publicity or that the trial judge was biased. It found sufficient evidence of conspiracy thatrendered Rodriguez, Gatchalian, Fernandez, and Estrada equally guilty with those who had a part
in raping and killing Carmela and in executing her mother and sister.
On motion for reconsideration by the accused, the Court of Appeals' Special Division of fivemembers voted three against two to deny the motion, hence, the present appeal.
On April 20, 2010, as a result of its initial deliberation in this case, the Court issued a Resolution
granting the request of Webb to submit for DNA analysis the semen specimen taken from
Carmelas cadaver, which specimen was then believed still under the safekeeping of the NBI.
The Court granted the request pursuant to section 4 of the Rule on DNA Evidence to give theaccused and the prosecution access to scientific evidence that they might want to avail
themselves of, leading to a correct decision in the case.
Unfortunately, on April 27, 2010 the NBI informed the Court that it no longer has custody of the
specimen, the same having been turned over to the trial court. The trial record shows, however,
that the specimen was not among the object evidence that the prosecution offered in evidence in
This outcome prompted accused Webb to file an urgent motion to acquit on the ground that the
governments failure to preserve such vital evidence has resulted in the denial of his right to due
Accused Webbs motion to acquit presents a threshold issue: whether or not the Court shouldacquit him outright, given the governments failure to produce the semen specimen that the NBI
found on Carmelas cadaver, thus depriving him of evidence that would prove his innocence.
In the main, all the accused raise the central issue of whether or not Webb, acting in conspiracy
with Lejano, Gatchalian, Fernandez, Estrada, Rodriguez, Ventura, and Filart, raped and killed
Carmela and put to death her mother and sister. But, ultimately, the controlling issues are:
1. Whether or not Alfaros testimony as eyewitness, describing the crime and identifying Webb,Lejano, Gatchalian, Fernandez, Estrada, Rodriguez, and two others as the persons who
committed it, is entitled to belief; and
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2. Whether or not Webb presented sufficient evidence to prove his alibi and rebut Alfaros
testimony that he led the others in committing the crime.
The issue respecting accused Biong is whether or not he acted to cover up the crime after its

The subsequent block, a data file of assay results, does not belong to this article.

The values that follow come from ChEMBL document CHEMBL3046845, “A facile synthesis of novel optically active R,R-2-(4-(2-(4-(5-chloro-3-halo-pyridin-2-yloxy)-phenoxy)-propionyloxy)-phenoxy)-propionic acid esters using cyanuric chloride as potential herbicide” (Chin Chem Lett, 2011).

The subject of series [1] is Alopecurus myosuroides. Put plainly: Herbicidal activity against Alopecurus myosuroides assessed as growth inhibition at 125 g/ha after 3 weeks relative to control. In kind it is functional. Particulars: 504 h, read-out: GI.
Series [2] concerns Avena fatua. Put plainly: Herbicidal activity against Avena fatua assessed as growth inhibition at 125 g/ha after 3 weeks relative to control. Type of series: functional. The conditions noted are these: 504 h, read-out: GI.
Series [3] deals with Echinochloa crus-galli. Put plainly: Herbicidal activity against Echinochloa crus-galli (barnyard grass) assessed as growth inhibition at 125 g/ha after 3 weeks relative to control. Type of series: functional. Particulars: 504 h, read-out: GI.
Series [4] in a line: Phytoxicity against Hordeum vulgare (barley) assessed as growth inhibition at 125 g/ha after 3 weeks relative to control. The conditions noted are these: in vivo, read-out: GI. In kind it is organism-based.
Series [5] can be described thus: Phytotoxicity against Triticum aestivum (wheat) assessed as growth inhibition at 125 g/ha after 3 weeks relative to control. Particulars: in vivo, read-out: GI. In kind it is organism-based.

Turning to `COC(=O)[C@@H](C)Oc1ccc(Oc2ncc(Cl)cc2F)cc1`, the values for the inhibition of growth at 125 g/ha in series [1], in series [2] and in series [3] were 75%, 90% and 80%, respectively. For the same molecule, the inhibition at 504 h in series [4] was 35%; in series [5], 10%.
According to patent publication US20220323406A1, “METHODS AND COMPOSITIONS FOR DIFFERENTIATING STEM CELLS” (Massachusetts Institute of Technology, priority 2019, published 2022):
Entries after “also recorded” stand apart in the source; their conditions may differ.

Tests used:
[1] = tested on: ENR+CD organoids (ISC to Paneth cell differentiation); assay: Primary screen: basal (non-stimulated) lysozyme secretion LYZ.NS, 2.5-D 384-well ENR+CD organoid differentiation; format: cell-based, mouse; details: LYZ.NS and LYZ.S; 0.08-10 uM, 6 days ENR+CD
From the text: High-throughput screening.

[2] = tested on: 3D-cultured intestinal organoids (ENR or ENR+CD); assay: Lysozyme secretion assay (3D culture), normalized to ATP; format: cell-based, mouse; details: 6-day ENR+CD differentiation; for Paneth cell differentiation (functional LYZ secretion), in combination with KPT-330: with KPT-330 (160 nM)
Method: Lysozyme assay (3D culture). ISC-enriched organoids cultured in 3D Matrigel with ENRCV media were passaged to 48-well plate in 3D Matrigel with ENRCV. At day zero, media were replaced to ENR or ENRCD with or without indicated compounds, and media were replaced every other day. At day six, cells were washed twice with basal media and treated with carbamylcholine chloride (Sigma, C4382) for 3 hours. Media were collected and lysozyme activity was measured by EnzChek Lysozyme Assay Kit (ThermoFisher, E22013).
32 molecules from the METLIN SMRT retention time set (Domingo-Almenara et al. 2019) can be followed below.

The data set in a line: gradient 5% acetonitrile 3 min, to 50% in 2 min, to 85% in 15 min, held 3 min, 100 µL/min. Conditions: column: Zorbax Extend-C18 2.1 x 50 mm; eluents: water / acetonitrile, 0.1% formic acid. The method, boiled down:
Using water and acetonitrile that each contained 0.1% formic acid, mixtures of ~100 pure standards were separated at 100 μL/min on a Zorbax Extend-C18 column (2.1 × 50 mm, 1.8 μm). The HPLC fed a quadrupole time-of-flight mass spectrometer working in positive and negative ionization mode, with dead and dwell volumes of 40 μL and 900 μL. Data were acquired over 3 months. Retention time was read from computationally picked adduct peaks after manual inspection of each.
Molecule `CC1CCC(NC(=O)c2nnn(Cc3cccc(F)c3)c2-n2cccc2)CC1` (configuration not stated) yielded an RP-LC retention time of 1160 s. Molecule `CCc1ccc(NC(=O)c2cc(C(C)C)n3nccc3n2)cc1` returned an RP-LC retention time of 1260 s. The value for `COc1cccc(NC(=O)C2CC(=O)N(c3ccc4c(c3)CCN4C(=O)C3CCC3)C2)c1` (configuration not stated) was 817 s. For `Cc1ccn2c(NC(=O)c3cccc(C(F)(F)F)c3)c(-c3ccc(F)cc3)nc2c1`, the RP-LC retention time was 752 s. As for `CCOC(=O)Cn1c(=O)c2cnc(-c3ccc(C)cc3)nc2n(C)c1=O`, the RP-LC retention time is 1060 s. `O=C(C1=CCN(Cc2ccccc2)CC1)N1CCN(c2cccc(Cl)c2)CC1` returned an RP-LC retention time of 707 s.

The Right to AcquittalDue to Loss of DNA Evidence
Webb claims, citing Brady v. Maryland, that he is entitled to outright acquittal on the ground
of violation of his right to due process given the States failure to produce on order of the Courteither by negligence or willful suppression the semen specimen taken from Carmela.
The medical evidence clearly established that Carmela was raped and, consistent with this,
semen specimen was found in her. It is true that Alfaro identified Webb in her testimony as
Carmelas rapist and killer but serious questions had been raised about her credibility. At the
very least, there exists a possibility that Alfaro had lied. On the other hand, the semen specimentaken from Carmela cannot possibly lie. It cannot be coached or allured by a promise of reward
or financial support. No two persons have the same DNA fingerprint, with the exception of
identical twins. If, on examination, the DNA of the subject specimen does not belong toWebb, then he did not rape Carmela. It is that simple. Thus, the Court would have been able to
determine that Alfaro committed perjury in saying that he did.
Still, Webb is not entitled to acquittal for the failure of the State to produce the semen specimen
at this late stage. For one thing, the ruling in Brady v. Maryland that he cites has long be
overtaken by the decision in Arizona v. Youngblood, where the U.S. Supreme Court heldthat due process does not require the State to preserve the semen specimen although it might be
useful to the accused unless the latter is able to show bad faith on the part of the prosecution orthe police. Here, the State presented a medical expert who testified on the existence of the
specimen and Webb in fact sought to have the same subjected to DNA test.
For, another, when Webb raised the DNA issue, the rule governing DNA evidence did not yetexist, the country did not yet have the technology for conducting the